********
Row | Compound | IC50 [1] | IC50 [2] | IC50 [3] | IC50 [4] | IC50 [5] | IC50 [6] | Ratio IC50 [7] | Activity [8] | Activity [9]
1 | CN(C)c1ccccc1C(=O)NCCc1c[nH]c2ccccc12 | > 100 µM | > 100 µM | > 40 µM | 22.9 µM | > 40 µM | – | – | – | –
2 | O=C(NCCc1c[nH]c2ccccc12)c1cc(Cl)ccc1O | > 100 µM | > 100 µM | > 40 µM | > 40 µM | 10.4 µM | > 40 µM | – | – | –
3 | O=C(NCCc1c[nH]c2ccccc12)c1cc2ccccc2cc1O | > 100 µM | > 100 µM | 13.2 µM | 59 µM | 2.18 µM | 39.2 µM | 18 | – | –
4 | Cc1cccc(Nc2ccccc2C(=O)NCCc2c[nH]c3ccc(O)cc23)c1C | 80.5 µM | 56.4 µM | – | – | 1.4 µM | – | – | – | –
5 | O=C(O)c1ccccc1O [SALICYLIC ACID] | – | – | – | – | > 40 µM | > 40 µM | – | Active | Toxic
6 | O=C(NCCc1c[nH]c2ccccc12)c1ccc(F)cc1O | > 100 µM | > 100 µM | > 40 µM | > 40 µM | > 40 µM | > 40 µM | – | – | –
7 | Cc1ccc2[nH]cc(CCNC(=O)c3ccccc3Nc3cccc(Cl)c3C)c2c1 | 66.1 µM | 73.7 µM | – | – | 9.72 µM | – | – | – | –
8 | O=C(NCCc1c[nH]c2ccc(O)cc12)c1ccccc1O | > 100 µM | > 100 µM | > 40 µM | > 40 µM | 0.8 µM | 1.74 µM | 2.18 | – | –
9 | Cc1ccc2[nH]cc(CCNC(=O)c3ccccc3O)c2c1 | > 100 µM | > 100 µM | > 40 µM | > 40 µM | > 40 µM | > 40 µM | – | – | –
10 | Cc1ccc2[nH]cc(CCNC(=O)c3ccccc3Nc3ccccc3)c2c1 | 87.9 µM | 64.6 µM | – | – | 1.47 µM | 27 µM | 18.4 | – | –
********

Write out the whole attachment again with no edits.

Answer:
Row | Compound | IC50 [1] | IC50 [2] | IC50 [3] | IC50 [4] | IC50 [5] | IC50 [6] | Ratio IC50 [7] | Activity [8] | Activity [9]
1 | CN(C)c1ccccc1C(=O)NCCc1c[nH]c2ccccc12 | > 100 µM | > 100 µM | > 40 µM | 22.9 µM | > 40 µM | – | – | – | –
2 | O=C(NCCc1c[nH]c2ccccc12)c1cc(Cl)ccc1O | > 100 µM | > 100 µM | > 40 µM | > 40 µM | 10.4 µM | > 40 µM | – | – | –
3 | O=C(NCCc1c[nH]c2ccccc12)c1cc2ccccc2cc1O | > 100 µM | > 100 µM | 13.2 µM | 59 µM | 2.18 µM | 39.2 µM | 18 | – | –
4 | Cc1cccc(Nc2ccccc2C(=O)NCCc2c[nH]c3ccc(O)cc23)c1C | 80.5 µM | 56.4 µM | – | – | 1.4 µM | – | – | – | –
5 | O=C(O)c1ccccc1O [SALICYLIC ACID] | – | – | – | – | > 40 µM | > 40 µM | – | Active | Toxic
6 | O=C(NCCc1c[nH]c2ccccc12)c1ccc(F)cc1O | > 100 µM | > 100 µM | > 40 µM | > 40 µM | > 40 µM | > 40 µM | – | – | –
7 | Cc1ccc2[nH]cc(CCNC(=O)c3ccccc3Nc3cccc(Cl)c3C)c2c1 | 66.1 µM | 73.7 µM | – | – | 9.72 µM | – | – | – | –
8 | O=C(NCCc1c[nH]c2ccc(O)cc12)c1ccccc1O | > 100 µM | > 100 µM | > 40 µM | > 40 µM | 0.8 µM | 1.74 µM | 2.18 | – | –
9 | Cc1ccc2[nH]cc(CCNC(=O)c3ccccc3O)c2c1 | > 100 µM | > 100 µM | > 40 µM | > 40 µM | > 40 µM | > 40 µM | – | – | –
10 | Cc1ccc2[nH]cc(CCNC(=O)c3ccccc3Nc3ccccc3)c2c1 | 87.9 µM | 64.6 µM | – | – | 1.47 µM | 27 µM | 18.4 | – | –